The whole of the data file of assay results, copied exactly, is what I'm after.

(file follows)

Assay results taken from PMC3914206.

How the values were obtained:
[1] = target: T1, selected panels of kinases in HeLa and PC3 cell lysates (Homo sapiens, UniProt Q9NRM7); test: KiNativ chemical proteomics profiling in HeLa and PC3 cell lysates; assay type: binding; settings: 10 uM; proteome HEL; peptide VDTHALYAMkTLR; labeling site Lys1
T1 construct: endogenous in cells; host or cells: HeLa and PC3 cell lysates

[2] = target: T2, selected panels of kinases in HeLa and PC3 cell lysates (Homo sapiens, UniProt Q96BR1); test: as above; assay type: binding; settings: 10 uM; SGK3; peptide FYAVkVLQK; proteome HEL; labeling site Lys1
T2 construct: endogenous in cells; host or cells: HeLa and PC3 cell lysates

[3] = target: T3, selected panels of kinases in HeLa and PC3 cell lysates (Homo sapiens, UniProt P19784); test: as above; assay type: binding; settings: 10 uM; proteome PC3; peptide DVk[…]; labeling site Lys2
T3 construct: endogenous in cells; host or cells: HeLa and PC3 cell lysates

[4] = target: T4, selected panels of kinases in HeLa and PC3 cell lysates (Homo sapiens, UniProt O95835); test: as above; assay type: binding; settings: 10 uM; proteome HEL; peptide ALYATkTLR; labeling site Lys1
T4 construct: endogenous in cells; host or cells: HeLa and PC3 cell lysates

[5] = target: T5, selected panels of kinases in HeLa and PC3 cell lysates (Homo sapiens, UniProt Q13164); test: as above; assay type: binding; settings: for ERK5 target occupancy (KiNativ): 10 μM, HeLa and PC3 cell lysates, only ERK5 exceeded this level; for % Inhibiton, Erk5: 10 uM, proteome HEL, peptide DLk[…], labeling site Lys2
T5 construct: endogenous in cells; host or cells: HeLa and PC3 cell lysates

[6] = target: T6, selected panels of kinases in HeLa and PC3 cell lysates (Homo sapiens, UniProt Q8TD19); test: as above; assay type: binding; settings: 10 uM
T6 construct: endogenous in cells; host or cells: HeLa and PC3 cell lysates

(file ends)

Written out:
Assay results taken from PMC3914206.

How the values were obtained:
[1] = target: T1, selected panels of kinases in HeLa and PC3 cell lysates (Homo sapiens, UniProt Q9NRM7); test: KiNativ chemical proteomics profiling in HeLa and PC3 cell lysates; assay type: binding; settings: 10 uM; proteome HEL; peptide VDTHALYAMkTLR; labeling site Lys1
T1 construct: endogenous in cells; host or cells: HeLa and PC3 cell lysates

[2] = target: T2, selected panels of kinases in HeLa and PC3 cell lysates (Homo sapiens, UniProt Q96BR1); test: as above; assay type: binding; settings: 10 uM; SGK3; peptide FYAVkVLQK; proteome HEL; labeling site Lys1
T2 construct: endogenous in cells; host or cells: HeLa and PC3 cell lysates

[3] = target: T3, selected panels of kinases in HeLa and PC3 cell lysates (Homo sapiens, UniProt P19784); test: as above; assay type: binding; settings: 10 uM; proteome PC3; peptide DVk[…]; labeling site Lys2
T3 construct: endogenous in cells; host or cells: HeLa and PC3 cell lysates

[4] = target: T4, selected panels of kinases in HeLa and PC3 cell lysates (Homo sapiens, UniProt O95835); test: as above; assay type: binding; settings: 10 uM; proteome HEL; peptide ALYATkTLR; labeling site Lys1
T4 construct: endogenous in cells; host or cells: HeLa and PC3 cell lysates

[5] = target: T5, selected panels of kinases in HeLa and PC3 cell lysates (Homo sapiens, UniProt Q13164); test: as above; assay type: binding; settings: for ERK5 target occupancy (KiNativ): 10 μM, HeLa and PC3 cell lysates, only ERK5 exceeded this level; for % Inhibiton, Erk5: 10 uM, proteome HEL, peptide DLk[…], labeling site Lys2
T5 construct: endogenous in cells; host or cells: HeLa and PC3 cell lysates

[6] = target: T6, selected panels of kinases in HeLa and PC3 cell lysates (Homo sapiens, UniProt Q8TD19); test: as above; assay type: binding; settings: 10 uM
T6 construct: endogenous in cells; host or cells: HeLa and PC3 cell lysates